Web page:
The drive to lift the ban was led by Attorney General Jeff Sessions, who suggested in a Monday speech that Obama’s directive was “a concession to political pressure applied by civil rights advocates. ‘We will not put superficial concerns above public safety,’” Sessions said. Read the full story, here.
Even after the ban on heavy arms and gear went up, the 1033 transfer program had loopholes that allowed other arms and military gear to potentially flow to bad actors. A GAO investigation revealed earlier this year that investigators posing as a fictitious federal agency had purchased arms and gear worth $1.2 million. Read that, here.
And did the ban work? That is, did it reverse the militarization that shocked television viewers during Ferguson? Quartz put the question to Peter Kraska, a professor at Eastern Kentucky University’s School of Justice Studies, who said, “There was a lot of fanfare — what should we do with the 1033 program, should the police become ‘guardians’ instead of ‘warriors’? It was a lot of hand-wringing, and some introspection about where the police institutions should head and where they’ve been. But in terms of that resulting in anything that ratcheted back police militarization, I would say absolutely not…The White House convened a commission on the 1033 program, but the assumption was that police militarization was caused exclusively or even primarily by the Department of Defense giving police departments military goods. This just simply is not the case.” Read that, here.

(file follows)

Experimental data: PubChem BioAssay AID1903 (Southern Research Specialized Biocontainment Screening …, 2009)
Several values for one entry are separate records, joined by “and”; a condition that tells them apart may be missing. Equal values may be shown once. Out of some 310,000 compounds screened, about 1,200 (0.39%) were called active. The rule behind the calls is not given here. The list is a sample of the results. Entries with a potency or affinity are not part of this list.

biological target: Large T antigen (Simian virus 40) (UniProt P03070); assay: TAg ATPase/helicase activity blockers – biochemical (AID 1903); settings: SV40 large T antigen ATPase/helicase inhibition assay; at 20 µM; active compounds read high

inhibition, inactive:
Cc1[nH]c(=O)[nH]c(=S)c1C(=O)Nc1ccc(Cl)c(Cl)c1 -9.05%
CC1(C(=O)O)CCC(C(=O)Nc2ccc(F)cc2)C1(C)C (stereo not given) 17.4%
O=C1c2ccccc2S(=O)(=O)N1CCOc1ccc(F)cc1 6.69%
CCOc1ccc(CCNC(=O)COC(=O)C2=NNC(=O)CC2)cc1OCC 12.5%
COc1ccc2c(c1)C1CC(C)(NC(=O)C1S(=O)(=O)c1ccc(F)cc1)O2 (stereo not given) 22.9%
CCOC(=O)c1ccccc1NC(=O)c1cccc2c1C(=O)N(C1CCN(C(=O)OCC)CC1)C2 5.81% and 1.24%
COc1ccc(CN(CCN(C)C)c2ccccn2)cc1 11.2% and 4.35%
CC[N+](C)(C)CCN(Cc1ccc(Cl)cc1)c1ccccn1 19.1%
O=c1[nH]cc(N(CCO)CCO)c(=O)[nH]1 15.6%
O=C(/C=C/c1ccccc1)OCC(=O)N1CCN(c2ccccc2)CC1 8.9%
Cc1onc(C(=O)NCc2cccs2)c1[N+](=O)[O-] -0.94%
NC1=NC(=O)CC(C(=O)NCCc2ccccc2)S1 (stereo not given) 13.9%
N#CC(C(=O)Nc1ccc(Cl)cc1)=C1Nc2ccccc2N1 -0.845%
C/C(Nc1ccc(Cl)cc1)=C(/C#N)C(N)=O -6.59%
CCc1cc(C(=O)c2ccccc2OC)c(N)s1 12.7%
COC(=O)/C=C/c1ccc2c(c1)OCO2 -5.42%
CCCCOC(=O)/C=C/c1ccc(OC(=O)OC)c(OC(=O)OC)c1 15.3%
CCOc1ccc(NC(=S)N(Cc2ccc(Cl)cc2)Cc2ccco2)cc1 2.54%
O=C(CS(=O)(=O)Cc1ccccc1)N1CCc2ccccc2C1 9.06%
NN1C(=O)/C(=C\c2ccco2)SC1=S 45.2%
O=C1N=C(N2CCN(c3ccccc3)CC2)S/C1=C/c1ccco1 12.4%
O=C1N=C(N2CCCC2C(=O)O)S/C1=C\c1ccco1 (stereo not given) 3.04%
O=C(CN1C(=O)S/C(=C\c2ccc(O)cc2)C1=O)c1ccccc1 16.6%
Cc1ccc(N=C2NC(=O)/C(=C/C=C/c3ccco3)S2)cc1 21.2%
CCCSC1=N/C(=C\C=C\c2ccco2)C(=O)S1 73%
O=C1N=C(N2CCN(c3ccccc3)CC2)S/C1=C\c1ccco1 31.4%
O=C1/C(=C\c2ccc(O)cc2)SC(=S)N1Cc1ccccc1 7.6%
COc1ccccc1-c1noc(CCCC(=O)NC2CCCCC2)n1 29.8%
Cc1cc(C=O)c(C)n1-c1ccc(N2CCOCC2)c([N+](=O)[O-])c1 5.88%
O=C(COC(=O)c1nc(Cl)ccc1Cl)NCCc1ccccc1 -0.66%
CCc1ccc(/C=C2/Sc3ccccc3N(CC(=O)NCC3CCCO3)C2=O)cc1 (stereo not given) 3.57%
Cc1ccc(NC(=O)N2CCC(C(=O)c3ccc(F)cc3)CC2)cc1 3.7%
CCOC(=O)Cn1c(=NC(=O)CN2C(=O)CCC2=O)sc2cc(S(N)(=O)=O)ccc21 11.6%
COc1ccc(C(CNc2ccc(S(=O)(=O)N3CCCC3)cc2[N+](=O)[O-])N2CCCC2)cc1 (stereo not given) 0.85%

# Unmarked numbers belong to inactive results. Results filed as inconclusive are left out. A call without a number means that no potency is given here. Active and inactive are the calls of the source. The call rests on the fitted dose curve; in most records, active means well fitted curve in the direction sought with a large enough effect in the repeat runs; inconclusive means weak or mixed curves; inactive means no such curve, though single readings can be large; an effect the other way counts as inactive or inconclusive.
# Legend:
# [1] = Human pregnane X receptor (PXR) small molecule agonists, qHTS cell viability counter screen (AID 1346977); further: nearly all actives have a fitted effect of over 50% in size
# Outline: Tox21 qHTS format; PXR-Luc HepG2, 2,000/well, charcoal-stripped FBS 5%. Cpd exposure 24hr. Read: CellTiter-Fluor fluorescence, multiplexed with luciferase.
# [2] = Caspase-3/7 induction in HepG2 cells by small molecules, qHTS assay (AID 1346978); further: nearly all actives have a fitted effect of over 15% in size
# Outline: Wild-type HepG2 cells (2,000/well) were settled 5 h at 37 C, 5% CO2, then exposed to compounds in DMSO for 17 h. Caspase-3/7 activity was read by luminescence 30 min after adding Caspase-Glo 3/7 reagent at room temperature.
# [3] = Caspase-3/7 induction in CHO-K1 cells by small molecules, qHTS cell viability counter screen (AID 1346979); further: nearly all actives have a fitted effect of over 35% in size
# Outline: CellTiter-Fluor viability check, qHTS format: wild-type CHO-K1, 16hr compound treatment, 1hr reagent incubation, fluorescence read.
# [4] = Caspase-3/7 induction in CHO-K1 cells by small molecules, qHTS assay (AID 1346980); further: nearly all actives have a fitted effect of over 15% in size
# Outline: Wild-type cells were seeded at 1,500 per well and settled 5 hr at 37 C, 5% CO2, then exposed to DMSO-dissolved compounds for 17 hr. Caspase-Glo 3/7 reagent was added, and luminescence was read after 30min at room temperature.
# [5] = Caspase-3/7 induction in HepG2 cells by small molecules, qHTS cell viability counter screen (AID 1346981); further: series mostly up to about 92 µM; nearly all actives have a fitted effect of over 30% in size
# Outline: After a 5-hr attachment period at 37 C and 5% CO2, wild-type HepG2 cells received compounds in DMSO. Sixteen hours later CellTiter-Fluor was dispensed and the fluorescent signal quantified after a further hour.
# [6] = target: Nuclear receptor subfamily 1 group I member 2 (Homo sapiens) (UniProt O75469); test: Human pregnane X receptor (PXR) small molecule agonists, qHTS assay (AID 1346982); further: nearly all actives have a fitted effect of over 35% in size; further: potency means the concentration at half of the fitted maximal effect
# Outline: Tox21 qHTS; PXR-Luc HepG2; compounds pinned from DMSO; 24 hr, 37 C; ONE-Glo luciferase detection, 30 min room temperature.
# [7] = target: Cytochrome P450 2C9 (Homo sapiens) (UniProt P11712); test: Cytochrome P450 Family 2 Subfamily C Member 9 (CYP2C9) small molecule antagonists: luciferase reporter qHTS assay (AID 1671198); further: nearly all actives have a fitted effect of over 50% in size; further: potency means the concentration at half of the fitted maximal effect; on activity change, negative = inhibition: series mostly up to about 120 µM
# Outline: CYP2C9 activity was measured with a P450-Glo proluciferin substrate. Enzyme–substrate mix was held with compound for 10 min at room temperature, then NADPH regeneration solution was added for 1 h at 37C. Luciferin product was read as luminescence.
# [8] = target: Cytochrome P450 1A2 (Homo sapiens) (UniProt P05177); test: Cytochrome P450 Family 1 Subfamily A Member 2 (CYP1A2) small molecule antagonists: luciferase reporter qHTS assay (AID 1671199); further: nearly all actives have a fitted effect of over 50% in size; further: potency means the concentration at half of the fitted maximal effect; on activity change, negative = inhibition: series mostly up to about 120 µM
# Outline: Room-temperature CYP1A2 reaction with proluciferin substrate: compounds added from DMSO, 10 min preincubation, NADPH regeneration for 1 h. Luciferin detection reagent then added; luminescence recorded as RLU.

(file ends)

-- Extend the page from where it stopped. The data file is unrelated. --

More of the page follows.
And finally: “All questions will be addressed” at (or soon after) an online all-hands call with the U.S. Navy’s top officer and enlisted leader. That’s the promise from Chief of Naval Operations Adm. John Richardson and Master Chief Petty Officer of the Navy Steven Giordano, who will go live on the Navy’s Facebook page on Wed., Aug. 30, at 3:10 p.m. Eastern time. “Sailors are encouraged to send their questions directly to email@example.com both prior to the event and during the all hands call,” a Navy statement said, adding that even questions that don’t get answered live will get an answer later on the Navy Live blog. That’s a heck of a promise; we have a feeling a lot of staff are going to be typing for a long time.